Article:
Ottawa Light Rail –Federal Government Pledges $600-Million Towards Project

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The Canadian Federal Government is funding light rail projects in Vancouver, Calgary, Edmonton, Kitchener-Waterloo and Toronto, but at $600-million, Ottawa the nation’s capital is receiving more federal aid for its light rail project expansion than any other city.


More than a decade in the planning, with numerous stops and starts, Ottawa is finally pushing ahead with the project in the hope that at least the downtown stage will be completed in time for Canada’s 150th birthday in 2017.


Ottawa’s traffic problems are legendary and the main highway the 417 Queensway reduces to a crawl every rush hour in spite of recent improvements and residents who select the bus often find themselves caught in traffic jams as all routes to the suburbs squeeze the same downtown streets.


Plans are now moving ahead to bore a three-kilometre tunnel just blocks from Parliament Hill as Ottawa joins other Canadian cities in hoping light rail is the answer to downtown traffic jams and intense commuter frustration.


The $2.1-billion construction project is scheduled to run right through Canada’s 150th-birthday celebrations, wrapping up a year after the 2017 festivities.


The 12.5-km LRT route will link Tunney’s Pasture and Blair station. There are 13 proposed stations, including at least three underground stations in the tunnel. The tunnel portion of the project will be 3.2-kilometres long with estimated costs just for the tunnel at $735 million. Outdoor stations will have to be enclosed to protect passengers from Ottawa’s harsh winter weather.


Preliminary station designs have recommended building the lower part of the enclosures with wood as a characteristic trait that pays homage to Ottawa’s history as a lumber town. The two main themes, innovation and environment, will be applied to the design of the stations.


The city council is dedicated to having an open and transparent procedure to select artwork that will be displayed along the entire route. The hope is that there might be station-specific topics, such as an Algonquin topic proposed for LeBreton station and gallery theme for Rideau station.


The city council believes light rail line will cost about $981 million to run over the first 30 years all funded by the city. Forecasts have indicated up to $100 million in annual savings starting in the first year of service, with buses being replaced with trains as OC Transpo revises the bus network. The city also claims the project will reduce downtown bus traffic by 50 per cent and reduce the city’s greenhouse gas emissions by 38,000 tonnes per year.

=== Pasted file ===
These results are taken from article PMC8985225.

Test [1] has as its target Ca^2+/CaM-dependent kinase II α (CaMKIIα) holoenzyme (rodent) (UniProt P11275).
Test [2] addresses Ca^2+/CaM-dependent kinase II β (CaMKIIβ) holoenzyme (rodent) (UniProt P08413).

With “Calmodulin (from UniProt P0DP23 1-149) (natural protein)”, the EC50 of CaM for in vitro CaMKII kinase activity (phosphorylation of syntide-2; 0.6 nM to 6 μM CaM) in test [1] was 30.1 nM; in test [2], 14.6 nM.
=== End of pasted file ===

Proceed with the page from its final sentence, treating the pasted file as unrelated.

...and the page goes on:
The existing light rail line utilises Bombardier Talent DMU trains. And as the City of Ottawa prepares to spend billions that probably puts Bombardier on the inside track in the purchase of rolling stock for the new light-rail system.


As the Ottawa Talent is not certified for simultaneous passenger freight shared-track operation,, freight traffic is not permitted on the O-Train’s route while passenger services are running. Although it is still legally classified as a main-line railway, Transport Canada allow the O-Train to use One-Person Train Operation, with fares collected through a proof-of-payment system.


Bombardier Talent DMU trains are a derivative of trains originally developed by Waggonfabrik Talbot in Aachen, North Rhine-Westphalia, Germany just before Bombardier purchased the company in 1995.


The name Talent is an acronym in German for TALbot LEichter Nahverkehrs Triebwagen (English translation: Talbot light suburban motor-coach).

It comes in a number of variations: high-floor, low-floor, diesel-mechanical, diesel-hydraulic, diesel-electric, electric, and tilting. Usually with two, three, or four carriages.


The Talent is an articulated railcar with shared jacobs bogies. The interior is to all intents and a purpose is a single, extended cabin where you walk from end to the other without opening doors. However a Talent unit cannot be easily disassembled or reshuffled without the aid of a railway yard because of the shared bogies.


After a prototype was presented in 1994, the first Talents entered service in 1996. They are used by mainline railways in Germany, Austria and Norway and more than 260 are in service worldwide.


As the world economic slowdown bites the Federation of Canadian Municipalities is apprehensive that most federal infrastructure financial support is now committed and there are currently no major programs for transit and other city needs beyond 2014. Experts warn that the countrywide mass transit-spending spree is unlikely to last in the face of years of expected government restraint.

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Bernard Peters has 13 articles online

Bernard Peters writes articles for the Tramsworld website Providing up-to-date news and press releases, with comprehensive reports on current industry projects and developments. The website highlights the specific issues relevant to the tram/streetcar/light rail industry focusing on technology, development, engineering, systems, IT, production issues and human resources.

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Ottawa Light Rail –Federal Government Pledges $600-Million Towards Project

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Ottawa Light Rail –Federal Government Pledges $600-Million Towards Project

This article was published on 2011/07/29